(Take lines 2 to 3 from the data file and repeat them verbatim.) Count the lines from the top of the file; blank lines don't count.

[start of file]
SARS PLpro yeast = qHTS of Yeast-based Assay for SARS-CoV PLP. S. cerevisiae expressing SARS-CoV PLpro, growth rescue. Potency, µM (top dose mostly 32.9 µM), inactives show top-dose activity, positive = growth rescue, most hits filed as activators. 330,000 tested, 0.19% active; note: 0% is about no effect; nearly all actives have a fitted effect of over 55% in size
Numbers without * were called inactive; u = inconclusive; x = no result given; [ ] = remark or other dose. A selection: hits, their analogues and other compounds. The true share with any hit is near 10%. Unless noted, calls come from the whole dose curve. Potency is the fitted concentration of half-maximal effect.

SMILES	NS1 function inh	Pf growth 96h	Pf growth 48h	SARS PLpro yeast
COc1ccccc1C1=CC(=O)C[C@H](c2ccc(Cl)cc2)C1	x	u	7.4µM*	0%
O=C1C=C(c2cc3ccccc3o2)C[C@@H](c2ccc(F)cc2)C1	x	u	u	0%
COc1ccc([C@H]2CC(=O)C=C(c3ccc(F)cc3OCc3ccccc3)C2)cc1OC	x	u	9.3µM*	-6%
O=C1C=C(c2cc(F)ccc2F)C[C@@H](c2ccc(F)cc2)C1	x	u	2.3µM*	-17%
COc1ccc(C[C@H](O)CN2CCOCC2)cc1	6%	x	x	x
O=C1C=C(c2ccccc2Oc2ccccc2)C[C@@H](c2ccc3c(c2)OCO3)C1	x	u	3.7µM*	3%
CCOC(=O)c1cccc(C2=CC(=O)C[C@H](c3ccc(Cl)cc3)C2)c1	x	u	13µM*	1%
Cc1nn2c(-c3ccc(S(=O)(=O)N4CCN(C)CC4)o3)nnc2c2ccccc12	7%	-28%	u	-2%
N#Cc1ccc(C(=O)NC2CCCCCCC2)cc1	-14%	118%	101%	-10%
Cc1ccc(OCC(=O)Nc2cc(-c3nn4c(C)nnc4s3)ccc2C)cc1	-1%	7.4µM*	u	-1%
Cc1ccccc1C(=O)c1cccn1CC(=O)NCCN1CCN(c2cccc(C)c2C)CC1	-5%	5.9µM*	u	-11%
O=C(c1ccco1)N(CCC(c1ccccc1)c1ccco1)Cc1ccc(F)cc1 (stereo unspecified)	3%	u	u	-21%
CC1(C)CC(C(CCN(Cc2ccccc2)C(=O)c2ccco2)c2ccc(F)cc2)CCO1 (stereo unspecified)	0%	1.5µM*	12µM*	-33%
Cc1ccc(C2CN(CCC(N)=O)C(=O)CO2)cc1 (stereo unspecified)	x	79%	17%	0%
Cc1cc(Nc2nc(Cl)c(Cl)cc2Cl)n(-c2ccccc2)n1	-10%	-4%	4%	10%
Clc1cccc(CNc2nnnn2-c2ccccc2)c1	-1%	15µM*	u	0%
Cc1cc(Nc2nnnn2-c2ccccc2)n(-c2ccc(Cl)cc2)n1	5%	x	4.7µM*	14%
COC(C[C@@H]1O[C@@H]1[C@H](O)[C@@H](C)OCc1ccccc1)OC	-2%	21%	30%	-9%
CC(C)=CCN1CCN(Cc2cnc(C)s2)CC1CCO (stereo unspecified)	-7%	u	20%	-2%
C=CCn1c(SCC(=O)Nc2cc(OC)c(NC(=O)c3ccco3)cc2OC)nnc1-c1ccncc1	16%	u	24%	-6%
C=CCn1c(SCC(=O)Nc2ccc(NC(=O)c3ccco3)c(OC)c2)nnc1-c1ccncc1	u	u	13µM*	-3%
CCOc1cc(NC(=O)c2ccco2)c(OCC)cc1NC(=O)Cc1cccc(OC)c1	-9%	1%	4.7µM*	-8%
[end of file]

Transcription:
Numbers without * were called inactive; u = inconclusive; x = no result given; [ ] = remark or other dose. A selection: hits, their analogues and other compounds. The true share with any hit is near 10%. Unless noted, calls come from the whole dose curve. Potency is the fitted concentration of half-maximal effect.

SMILES	NS1 function inh	Pf growth 96h	Pf growth 48h	SARS PLpro yeast